Worrying times

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NickFaulks
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Re: Worrying times

Post by NickFaulks » Sat Mar 28, 2020 12:23 pm

Mick Norris wrote:
Sat Mar 28, 2020 11:47 am
and one where the government is considering bailing out Virgin
Absolutely right. I am a firm believer in capitalism, more so perhaps than you, but it is corrupted. To me it means that equity investors, and indeed bondholders, make a good profit when things go well and lose their shirts when they go wrong.

There is no place for a "mixed" system under which they keep their profits but losses are made good by the taxpayer. This has become the norm in the banking sector and is in danger of spreading under cover of the current difficulties.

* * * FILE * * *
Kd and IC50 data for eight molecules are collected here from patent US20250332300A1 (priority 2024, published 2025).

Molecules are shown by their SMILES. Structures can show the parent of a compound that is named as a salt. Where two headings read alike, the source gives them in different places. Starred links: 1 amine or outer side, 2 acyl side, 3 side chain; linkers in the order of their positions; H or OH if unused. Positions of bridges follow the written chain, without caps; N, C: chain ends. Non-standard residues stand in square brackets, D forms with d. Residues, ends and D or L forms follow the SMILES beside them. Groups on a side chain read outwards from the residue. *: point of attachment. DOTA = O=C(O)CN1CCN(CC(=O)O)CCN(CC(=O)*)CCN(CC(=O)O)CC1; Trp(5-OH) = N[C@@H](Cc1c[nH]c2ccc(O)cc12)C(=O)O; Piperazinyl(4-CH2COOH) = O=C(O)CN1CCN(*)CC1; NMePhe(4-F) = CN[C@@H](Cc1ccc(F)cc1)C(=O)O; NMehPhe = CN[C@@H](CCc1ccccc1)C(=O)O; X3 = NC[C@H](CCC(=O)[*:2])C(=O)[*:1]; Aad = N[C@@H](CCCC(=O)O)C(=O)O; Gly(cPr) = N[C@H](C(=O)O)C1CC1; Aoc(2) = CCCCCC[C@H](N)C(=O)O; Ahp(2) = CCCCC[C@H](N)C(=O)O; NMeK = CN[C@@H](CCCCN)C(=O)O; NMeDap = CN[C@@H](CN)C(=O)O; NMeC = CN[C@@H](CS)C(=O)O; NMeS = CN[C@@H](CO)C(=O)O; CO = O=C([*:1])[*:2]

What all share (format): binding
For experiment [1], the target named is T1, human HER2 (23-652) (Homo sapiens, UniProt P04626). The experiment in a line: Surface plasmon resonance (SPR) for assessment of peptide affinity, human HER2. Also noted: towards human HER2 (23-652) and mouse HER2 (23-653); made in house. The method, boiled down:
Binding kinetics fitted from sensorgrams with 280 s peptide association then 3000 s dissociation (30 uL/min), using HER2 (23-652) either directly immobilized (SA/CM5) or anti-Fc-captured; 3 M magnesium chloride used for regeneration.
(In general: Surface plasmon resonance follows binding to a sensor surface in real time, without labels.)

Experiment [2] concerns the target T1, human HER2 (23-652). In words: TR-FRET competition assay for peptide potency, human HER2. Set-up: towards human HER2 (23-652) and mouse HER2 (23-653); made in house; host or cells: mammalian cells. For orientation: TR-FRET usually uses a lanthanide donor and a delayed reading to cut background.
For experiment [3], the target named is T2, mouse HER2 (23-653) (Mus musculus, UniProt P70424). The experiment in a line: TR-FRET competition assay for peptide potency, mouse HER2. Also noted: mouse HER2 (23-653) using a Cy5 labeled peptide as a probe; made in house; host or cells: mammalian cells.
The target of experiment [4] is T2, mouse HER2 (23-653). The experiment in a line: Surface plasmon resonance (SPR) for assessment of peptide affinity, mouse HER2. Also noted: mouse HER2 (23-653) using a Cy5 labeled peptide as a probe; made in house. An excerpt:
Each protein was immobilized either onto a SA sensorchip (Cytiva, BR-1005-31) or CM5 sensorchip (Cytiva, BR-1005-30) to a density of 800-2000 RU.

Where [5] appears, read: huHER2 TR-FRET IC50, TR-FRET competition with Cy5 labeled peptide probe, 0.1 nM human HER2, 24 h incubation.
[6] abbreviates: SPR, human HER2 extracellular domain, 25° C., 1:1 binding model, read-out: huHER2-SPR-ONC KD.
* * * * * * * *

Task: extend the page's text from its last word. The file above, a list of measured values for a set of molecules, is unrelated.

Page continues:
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JustinHorton
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Re: Worrying times

Post by JustinHorton » Sat Mar 28, 2020 12:48 pm

Meanwhile Wuhan begins to lift its lockdown, "after more than two months of isolation", which may (with all kinds of riders and qualifications) give some indication as to how long it will last elsewhere.
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Tim Spanton
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Re: Worrying times

Post by Tim Spanton » Sat Mar 28, 2020 1:07 pm

Coral betting shop on London's Roman Road where staff seemingly believe the coronavirus will be worse than seasonal flu:



IMG_20200327_103306.jpg
IMG_20200327_103306.jpg (1.74 MiB) Viewed 724 times

John Moore